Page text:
“Climate change is about people”: TV to encourage action in Cambodia
Former Research Manager, BBC Media Action Cambodia
Tonle Sap, Cambodia (Photo: Ridan Sun)
Like many Cambodians, I’m noticing changes in the weather in my country. The temperature is getting hotter, floods and storms are happening more frequently, and our dry season is longer than ever before.
With 75% of the population living in rural areas and relying on farming or fishing to make a living, these weather changes are already having a big impact on people’s lives and livelihoods.
I helped conduct BBC Media Action’s newly-published research exploring how people across Cambodia are experiencing these weather changes, and whether or not they’re doing anything about them. The report outlines priority audiences, the challenges they are facing in responding to climate change, and tips for how media professionals can communicate climate issues to them more effectively.
We interviewed 1660 people across five regions of Cambodia, and conducted in-depth community discussions. Most people (85%) who we surveyed felt that the weather changes could be having an effect on their health. When I visited Anlong Raing community in the Tonle Sap region, for instance, many people told me they thought their children had been getting diarrhoea more often, and in some cases more serious diseases like Typhoid.
People also felt that weather changes were affecting their income (81%), and what’s more, we discovered that rather than take simple steps such as changing their farming methods, people were more likely to make big life changes in order to get by - 33% said they had changed their job as a result.
Transforming lives through TV
That’s where our brand new TV documentary series – Don’t Wait For Rain – comes in. Informed by our research, the show aims to improve knowledge of climate risks and encourage Cambodians to make easy and affordable changes to become more resilient to the changing climate.
We filmed in locations across Cambodia to showcase the real weather issues people are facing – from flash flooding in the mountainous area of Kampong Speu province to lower fishing yields in the Tonle Sap.
Filming Don't Wait For Rain in Tonle Sap
Providing role models to encourage action
For me, one of our most interesting findings is that there is often a social barrier to adapting to climate change. In our survey, 37% of respondents said that they weren’t responding to climate change due to being fearful of discussing actions with others, and 35% said that it didn’t fit with their religious beliefs or community culture.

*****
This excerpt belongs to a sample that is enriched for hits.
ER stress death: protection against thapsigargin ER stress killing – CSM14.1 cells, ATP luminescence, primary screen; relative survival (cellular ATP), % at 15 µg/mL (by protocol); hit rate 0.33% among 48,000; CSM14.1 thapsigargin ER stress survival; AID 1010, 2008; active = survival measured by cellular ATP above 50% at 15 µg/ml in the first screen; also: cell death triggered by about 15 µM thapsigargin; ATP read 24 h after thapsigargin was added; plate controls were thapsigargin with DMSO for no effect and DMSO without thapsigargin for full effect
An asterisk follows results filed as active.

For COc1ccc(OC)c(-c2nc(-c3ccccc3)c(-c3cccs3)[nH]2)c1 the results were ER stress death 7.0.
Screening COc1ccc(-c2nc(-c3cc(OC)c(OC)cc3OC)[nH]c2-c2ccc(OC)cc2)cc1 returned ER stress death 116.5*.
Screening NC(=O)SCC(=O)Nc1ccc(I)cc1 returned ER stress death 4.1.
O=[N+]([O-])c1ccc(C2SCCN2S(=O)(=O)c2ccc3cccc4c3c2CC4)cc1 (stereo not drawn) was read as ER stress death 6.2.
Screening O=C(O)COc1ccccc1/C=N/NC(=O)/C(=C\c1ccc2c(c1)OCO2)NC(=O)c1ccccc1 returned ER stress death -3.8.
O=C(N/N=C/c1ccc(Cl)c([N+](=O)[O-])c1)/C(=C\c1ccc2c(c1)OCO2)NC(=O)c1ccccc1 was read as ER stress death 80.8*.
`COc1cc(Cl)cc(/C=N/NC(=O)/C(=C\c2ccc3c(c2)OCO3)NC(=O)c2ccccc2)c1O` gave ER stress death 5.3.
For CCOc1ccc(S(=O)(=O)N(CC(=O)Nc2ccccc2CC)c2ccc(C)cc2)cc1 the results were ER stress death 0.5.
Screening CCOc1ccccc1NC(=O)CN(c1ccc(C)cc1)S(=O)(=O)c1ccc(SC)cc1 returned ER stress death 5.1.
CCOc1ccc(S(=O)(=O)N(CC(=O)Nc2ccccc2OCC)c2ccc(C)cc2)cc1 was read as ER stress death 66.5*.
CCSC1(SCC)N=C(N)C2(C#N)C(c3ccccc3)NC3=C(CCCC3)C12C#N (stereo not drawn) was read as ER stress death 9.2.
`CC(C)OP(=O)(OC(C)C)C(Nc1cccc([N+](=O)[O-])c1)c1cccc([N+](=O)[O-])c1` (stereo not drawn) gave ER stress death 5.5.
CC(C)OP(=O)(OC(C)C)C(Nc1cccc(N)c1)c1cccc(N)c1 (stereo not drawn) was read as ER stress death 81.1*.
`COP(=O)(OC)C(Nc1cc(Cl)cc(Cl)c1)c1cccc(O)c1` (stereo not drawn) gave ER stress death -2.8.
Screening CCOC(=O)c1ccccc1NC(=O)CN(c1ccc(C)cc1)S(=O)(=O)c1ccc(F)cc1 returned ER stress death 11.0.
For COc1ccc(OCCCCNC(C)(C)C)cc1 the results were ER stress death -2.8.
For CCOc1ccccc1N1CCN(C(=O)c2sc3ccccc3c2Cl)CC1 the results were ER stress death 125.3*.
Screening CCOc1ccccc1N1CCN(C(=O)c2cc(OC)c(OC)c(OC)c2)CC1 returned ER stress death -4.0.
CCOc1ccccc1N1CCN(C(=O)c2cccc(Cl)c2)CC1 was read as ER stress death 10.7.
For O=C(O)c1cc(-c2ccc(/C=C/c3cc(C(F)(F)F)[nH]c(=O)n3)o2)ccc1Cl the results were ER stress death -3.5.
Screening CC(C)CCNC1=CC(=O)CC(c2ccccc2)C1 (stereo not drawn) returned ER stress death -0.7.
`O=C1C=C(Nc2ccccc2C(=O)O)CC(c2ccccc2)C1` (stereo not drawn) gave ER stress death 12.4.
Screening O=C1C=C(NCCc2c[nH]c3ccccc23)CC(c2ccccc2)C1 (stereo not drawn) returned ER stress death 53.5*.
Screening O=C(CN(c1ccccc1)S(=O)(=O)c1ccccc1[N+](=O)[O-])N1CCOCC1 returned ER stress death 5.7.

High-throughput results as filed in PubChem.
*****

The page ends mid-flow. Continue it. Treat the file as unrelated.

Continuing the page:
This was an important insight which we reported to the TV production team. We knew that trust would be a key factor when helping people adapt to new techniques, and that audiences would need to see people they could relate to in the show adapting successfully to be encouraged to try it out for themselves.
That’s why in each episode we pair up an ‘impact’ community struggling to cope with the weather with local experts who have overcome climate challenges.
For example, in one episode, audiences see a female farmer called Ming Mao who lives in Central Cambodia. Ming Mao felt helpless when all of her crops were washed away by flood waters, an increasingly common risk in her region. We paired her with a local expert who teaches her how to build a raised vegetable garden to grow food above flood levels. When she’s revisited later in the episode after another flooding, Ming Mao’s new garden has remained completely untouched!
Farmer Ming Mao (middle) who features in Don’t Wait For Rain
A more resilient future
My hope is that Don’t Wait For Rain proves to be a hit with our audiences and helps them to better cope with the weather challenges we’re currently facing, and will face in the future. I also hope that other media organisations will use our research findings to tailor their own communications, helping even more Cambodians to adapt.
At the very least, I believe the show will prompt awareness of these weather changes and lead to families and communities questioning what more they could do to prepare for further unpredictability. But of course, what I really want is for people to take action!
Khuon Chandore is the former Research Manager for BBC Media Action Cambodia.
Our factual TV series Don’t Wait For Rain is on air nationally in Cambodia from late February until May 2019. The show is part of our Neighbours Together project, funded by Sida, which also includes outreach activities and social media.
To discover more about how people from other countries in Asia are experiencing climate change, check out our Data Portal where you can find further data from our Climate Asia series.